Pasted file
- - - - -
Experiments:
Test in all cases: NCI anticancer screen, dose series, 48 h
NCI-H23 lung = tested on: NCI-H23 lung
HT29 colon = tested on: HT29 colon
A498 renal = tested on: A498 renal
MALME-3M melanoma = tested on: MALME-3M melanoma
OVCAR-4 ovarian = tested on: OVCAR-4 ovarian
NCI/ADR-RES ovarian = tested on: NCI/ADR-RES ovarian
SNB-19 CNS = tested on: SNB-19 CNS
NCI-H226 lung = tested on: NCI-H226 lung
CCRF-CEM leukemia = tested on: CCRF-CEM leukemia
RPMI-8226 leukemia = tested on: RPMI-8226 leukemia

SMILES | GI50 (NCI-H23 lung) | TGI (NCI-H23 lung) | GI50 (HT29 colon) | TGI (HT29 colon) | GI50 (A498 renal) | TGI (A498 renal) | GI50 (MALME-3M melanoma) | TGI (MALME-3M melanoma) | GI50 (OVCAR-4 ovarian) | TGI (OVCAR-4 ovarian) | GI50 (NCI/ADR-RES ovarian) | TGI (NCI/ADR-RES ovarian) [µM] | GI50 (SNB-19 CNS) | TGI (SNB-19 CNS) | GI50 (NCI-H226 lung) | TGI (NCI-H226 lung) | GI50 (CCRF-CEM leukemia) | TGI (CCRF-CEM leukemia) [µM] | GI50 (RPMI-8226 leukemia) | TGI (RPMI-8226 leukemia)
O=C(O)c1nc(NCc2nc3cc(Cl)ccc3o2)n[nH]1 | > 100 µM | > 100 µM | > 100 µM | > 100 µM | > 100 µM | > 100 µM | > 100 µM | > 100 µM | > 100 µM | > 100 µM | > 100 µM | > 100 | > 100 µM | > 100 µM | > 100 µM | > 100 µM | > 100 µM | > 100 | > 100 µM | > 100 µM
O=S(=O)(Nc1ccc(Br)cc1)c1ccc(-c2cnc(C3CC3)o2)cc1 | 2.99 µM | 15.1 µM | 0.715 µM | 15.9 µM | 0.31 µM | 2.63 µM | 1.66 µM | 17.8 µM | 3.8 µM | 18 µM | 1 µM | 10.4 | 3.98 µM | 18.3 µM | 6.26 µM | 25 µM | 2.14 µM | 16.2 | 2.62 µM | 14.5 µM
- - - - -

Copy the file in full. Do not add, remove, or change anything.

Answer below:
Experiments:
Test in all cases: NCI anticancer screen, dose series, 48 h
NCI-H23 lung = tested on: NCI-H23 lung
HT29 colon = tested on: HT29 colon
A498 renal = tested on: A498 renal
MALME-3M melanoma = tested on: MALME-3M melanoma
OVCAR-4 ovarian = tested on: OVCAR-4 ovarian
NCI/ADR-RES ovarian = tested on: NCI/ADR-RES ovarian
SNB-19 CNS = tested on: SNB-19 CNS
NCI-H226 lung = tested on: NCI-H226 lung
CCRF-CEM leukemia = tested on: CCRF-CEM leukemia
RPMI-8226 leukemia = tested on: RPMI-8226 leukemia

SMILES | GI50 (NCI-H23 lung) | TGI (NCI-H23 lung) | GI50 (HT29 colon) | TGI (HT29 colon) | GI50 (A498 renal) | TGI (A498 renal) | GI50 (MALME-3M melanoma) | TGI (MALME-3M melanoma) | GI50 (OVCAR-4 ovarian) | TGI (OVCAR-4 ovarian) | GI50 (NCI/ADR-RES ovarian) | TGI (NCI/ADR-RES ovarian) [µM] | GI50 (SNB-19 CNS) | TGI (SNB-19 CNS) | GI50 (NCI-H226 lung) | TGI (NCI-H226 lung) | GI50 (CCRF-CEM leukemia) | TGI (CCRF-CEM leukemia) [µM] | GI50 (RPMI-8226 leukemia) | TGI (RPMI-8226 leukemia)
O=C(O)c1nc(NCc2nc3cc(Cl)ccc3o2)n[nH]1 | > 100 µM | > 100 µM | > 100 µM | > 100 µM | > 100 µM | > 100 µM | > 100 µM | > 100 µM | > 100 µM | > 100 µM | > 100 µM | > 100 | > 100 µM | > 100 µM | > 100 µM | > 100 µM | > 100 µM | > 100 | > 100 µM | > 100 µM
O=S(=O)(Nc1ccc(Br)cc1)c1ccc(-c2cnc(C3CC3)o2)cc1 | 2.99 µM | 15.1 µM | 0.715 µM | 15.9 µM | 0.31 µM | 2.63 µM | 1.66 µM | 17.8 µM | 3.8 µM | 18 µM | 1 µM | 10.4 | 3.98 µM | 18.3 µM | 6.26 µM | 25 µM | 2.14 µM | 16.2 | 2.62 µM | 14.5 µM